Be-Bop Deluxe: a celebration

It must have been a late Sunday night in 1976 when I first heard the sound of Be-Bop Deluxe (BBD) coming from my wireless. Their album Sunburst Finish was being featured on Sounds Interesting on Radio 3 with Derek Jewell. I’d stumbled on the show entirely by accident while I was looking for something hip (for that read “obscure”) to listen to. It’s more than likely that Radio Caroline was having some maritime issues at the time, which accounts for why I landed on Radio 3.  Caroline was the station of my youth – that is, apart from Armed Forces Network (AFN), whose signal would drift in and out, often right in the middle of a song I really, really loved. As for Luxembourg  it was Top 10 mush with lots of ads for things I didn’t want to buy. But that isn’t to say that Caroline was free from crap. It was going through its “Loving Awareness” thing. Don’t ask me what it was about, all I know was it sounded a bit quasi-Eastern and they plugged the fuck out of it.  Music wasn’t portable as it is now and most of the FM band was a hiss – especially out in the sticks – which meant that most, if not all, stations were on Medium Wave (AM for the Yanks and Canucks reading this) with its crackles, pops, splashes and heterodyne whistles. BBD was, in truth, Bill Nelson’s project and it was he who wrote and sang the songs and played a pretty fine guitar.

The “prog rock” label has been retrospectively attached to BBD for no other reason that the musicianship of the band was superb and Nelson’s songs often used sci-fi imagery, but this is where the association with prog rock ends. The prog rock tag is the mark of the lazy hack. If BBD are prog rock, then so are Roxy Music and David Bowie. Following the release of Axe Victim, their first album, they got tagged with “glam”, due its arrival towards the tail-end of that period. I suspect the reason for this was due to the fact that the band wore make-up, but so did everyone else. Truth be told, they were a little hard to pigeon-hole.

This is “Jet Silver and the Dolls of Venus” (a turn on Ziggy Stardust and the Spiders from Mars?), a single taken from Axe Victim. it’s a straightforward rock track that owes a lot to Bowie, in terms of its sonics and captures the Zeitgeist of glam.

The line-up that produced this song would be dissolved by the restless Nelson, who felt frustrated with being pigeon-holed by the music press and wanted to take his ideas in a new direction.  He recruited Simon Fox on drums, keyboardist Milton Reame-James with Paul Jeffreys completing the line-up on bass but the latter two left the band before an album could be recorded and were replaced by Charlie Tumahai on bass and Andy Clarke on the ivories for the live shows. He would join the band full time for Sunburst Finish a year later.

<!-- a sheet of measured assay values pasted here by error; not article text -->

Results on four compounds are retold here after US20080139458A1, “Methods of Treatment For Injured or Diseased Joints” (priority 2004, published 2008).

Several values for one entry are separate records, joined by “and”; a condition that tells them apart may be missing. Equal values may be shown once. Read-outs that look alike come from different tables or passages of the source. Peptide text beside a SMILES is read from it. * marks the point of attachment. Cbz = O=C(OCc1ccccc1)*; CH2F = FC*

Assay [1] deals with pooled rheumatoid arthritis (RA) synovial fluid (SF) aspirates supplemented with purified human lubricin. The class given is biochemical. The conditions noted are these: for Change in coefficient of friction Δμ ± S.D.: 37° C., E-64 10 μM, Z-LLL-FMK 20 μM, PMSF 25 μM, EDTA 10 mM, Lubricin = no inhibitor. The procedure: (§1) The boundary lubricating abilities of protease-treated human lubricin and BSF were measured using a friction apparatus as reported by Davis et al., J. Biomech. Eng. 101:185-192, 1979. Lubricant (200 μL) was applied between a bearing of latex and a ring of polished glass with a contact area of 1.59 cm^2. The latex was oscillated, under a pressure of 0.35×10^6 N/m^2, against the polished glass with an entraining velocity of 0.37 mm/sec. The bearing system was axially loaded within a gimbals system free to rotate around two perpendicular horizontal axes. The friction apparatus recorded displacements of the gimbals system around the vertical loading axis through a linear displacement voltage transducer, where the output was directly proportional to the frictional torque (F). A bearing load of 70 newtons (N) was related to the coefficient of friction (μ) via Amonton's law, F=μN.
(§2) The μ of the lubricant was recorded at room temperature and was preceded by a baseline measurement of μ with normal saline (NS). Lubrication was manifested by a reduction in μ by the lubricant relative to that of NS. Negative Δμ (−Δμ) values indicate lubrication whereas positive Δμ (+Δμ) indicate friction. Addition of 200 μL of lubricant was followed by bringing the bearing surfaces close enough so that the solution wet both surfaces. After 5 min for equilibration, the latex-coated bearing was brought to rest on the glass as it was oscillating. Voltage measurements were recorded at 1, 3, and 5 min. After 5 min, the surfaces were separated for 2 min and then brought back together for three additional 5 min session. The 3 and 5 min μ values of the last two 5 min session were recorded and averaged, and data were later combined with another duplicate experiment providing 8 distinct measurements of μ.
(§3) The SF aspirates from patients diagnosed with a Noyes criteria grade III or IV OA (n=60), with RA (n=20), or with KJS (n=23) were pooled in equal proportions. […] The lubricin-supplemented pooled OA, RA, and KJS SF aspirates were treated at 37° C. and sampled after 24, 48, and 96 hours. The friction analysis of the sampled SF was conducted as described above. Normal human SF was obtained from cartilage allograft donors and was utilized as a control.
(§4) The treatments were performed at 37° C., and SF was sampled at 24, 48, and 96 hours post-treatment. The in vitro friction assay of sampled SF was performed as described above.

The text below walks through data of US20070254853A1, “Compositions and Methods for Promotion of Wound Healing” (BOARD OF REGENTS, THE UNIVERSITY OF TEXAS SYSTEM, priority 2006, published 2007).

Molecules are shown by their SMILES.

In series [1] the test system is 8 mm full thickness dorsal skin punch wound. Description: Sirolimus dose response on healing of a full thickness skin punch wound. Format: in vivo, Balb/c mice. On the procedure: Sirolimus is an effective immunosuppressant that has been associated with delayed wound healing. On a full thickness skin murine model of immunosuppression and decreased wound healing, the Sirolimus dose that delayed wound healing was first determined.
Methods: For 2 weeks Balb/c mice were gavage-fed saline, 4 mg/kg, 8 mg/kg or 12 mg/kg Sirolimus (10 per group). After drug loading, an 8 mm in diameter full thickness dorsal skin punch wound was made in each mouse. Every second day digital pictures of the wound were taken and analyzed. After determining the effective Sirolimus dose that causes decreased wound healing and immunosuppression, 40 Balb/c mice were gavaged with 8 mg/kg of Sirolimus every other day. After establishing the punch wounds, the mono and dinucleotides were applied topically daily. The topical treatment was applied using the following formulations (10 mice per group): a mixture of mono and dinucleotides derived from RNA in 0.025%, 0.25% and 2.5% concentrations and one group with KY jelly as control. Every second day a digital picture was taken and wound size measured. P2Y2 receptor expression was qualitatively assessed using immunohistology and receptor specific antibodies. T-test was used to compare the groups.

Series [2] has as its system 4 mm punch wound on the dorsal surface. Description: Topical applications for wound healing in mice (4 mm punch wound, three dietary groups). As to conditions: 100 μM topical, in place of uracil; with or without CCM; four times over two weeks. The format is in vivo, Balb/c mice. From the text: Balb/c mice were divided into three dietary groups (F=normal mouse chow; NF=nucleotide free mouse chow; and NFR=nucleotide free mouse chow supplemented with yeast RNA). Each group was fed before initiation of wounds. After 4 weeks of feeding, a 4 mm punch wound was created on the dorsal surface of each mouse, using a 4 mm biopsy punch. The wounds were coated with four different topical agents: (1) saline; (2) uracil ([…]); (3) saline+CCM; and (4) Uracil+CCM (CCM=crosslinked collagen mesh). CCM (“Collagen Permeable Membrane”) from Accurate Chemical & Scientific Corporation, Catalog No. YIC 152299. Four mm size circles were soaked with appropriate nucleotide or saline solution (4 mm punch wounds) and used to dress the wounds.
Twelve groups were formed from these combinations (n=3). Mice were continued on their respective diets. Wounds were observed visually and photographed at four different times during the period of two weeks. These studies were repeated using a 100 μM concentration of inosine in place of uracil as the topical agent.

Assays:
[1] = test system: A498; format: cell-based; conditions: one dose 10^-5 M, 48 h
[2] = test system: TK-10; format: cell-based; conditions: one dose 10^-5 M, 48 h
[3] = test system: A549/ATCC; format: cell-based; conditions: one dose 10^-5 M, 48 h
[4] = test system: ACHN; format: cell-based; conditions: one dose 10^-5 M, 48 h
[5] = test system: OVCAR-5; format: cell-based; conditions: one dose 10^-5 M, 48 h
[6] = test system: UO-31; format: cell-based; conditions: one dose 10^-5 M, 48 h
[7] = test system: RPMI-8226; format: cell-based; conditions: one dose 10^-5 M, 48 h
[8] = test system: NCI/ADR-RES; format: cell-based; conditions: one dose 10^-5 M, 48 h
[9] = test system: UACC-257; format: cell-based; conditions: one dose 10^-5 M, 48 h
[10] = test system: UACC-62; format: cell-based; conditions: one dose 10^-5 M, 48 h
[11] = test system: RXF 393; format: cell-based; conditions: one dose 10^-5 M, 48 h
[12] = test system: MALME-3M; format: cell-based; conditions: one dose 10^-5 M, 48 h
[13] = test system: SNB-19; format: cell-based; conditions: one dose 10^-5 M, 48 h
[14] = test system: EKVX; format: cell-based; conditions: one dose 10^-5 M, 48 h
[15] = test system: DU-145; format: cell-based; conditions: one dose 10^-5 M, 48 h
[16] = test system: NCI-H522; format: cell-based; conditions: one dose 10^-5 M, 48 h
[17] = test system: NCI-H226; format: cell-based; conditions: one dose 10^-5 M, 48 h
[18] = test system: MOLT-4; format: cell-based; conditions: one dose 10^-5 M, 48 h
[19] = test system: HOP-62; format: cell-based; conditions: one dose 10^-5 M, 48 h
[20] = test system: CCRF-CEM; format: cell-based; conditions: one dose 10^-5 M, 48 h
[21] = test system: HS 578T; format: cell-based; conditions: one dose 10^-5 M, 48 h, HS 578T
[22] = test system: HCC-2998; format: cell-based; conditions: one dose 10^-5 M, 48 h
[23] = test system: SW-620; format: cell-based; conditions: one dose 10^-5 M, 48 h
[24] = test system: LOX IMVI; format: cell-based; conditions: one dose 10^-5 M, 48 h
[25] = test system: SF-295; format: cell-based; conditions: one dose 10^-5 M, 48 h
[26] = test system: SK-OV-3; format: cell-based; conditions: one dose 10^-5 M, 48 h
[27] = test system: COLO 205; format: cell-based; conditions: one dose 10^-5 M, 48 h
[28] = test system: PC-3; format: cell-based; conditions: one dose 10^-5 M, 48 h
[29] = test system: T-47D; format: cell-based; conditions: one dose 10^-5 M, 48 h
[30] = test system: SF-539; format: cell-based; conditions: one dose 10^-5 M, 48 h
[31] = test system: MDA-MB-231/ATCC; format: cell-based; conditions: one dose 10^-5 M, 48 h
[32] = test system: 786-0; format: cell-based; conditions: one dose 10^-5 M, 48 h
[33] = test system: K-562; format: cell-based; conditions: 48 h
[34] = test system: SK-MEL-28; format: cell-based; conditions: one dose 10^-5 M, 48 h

Here they are playing “Maid in Heaven” from Futurama on the Old Grey Whistle Test.

This song along with “Ships in the Night” and “Bring Back the Spark” would be compiled into the Hot Valves EP.  The thing I like about “Ships in the Night” is its reggae vibe but there’s more to it than that. Like the artist he is, Nelson paints a collage of sound: he blends the reggae with the rock and adds some jazz and classic to complete the picture.

Here’s BBD playing “Ships in the Night” on Popquiz.

In 1976, I can remember reading in the NME that Tumahai, a New Zealander, had issues with his work permit, and was told to leave Britain which meant the band’s existence was potentially under threat. Charlie eventually won his case and was permitted to live and work in the UK but this was after a great deal of struggle that saw him having to live in France while the problem was resolved.

In Crying to the Sky, Nelson’s guitar literally weeps (eat your heart out George Harrison!).

The band’s second album of 1976 was Modern Music, which spawned this title track; a most gorgeous suite of songs.

This album was released just as punk was beginning to stir and this prompted a change in Nelson’s musical direction by the time of Drastic Plastic in 1978, but instead of going for three-chord thrash, he makes more use of synths, which most punks rejected, the instrumentation is more understated and Nelson’s use of guitar tends to be modest. It’s around this time that synthesizers are getting smaller and therefore becoming cheaper. Sheffield bands like Cabaret Voltaire and the Human League are also beginning to attract attention. This happened a full two years before Gary Numan’s “Are Friends Electric”?

This is “Electrical Language”, taken from BBD’s final album, Drastic Plastic, released in 1978.

From the same LP, this is “Panic in the World”.  It’s proper post-punk…well, maybe New Wave.

At the time of Drastic Plastic’s release, the real prog rock bands were quickly disappearing up their own jacksies. ELP was riding high in the charts with the flabby “Fanfare for the Common Man”, while Yes, who’d welcomed back Rick Wakeman and his collection of capes the year before, released their turgid LP Tormato.  They were getting stuck in the past, while Nelson was blazing ahead. In 1978,  BBD was dissolved  for the last time and Nelson formed Red Noise. With them, he released one album, Sound on Sound, which spawned two singles, “Furniture Music” and “Revolt Into Style”.  The groundwork for Sound on Sound had been done with Drastic Plastic, this is “Furniture Music”.

Ever restless, Nelson would dissolve Red Noise and go solo. He continues to perform and holds an annual festival called “Nelsonica”. He also makes 5 albums a year!

I recently learned that Nelson had also been ripped off by his record label, EMI and his manager. The judgement is here.

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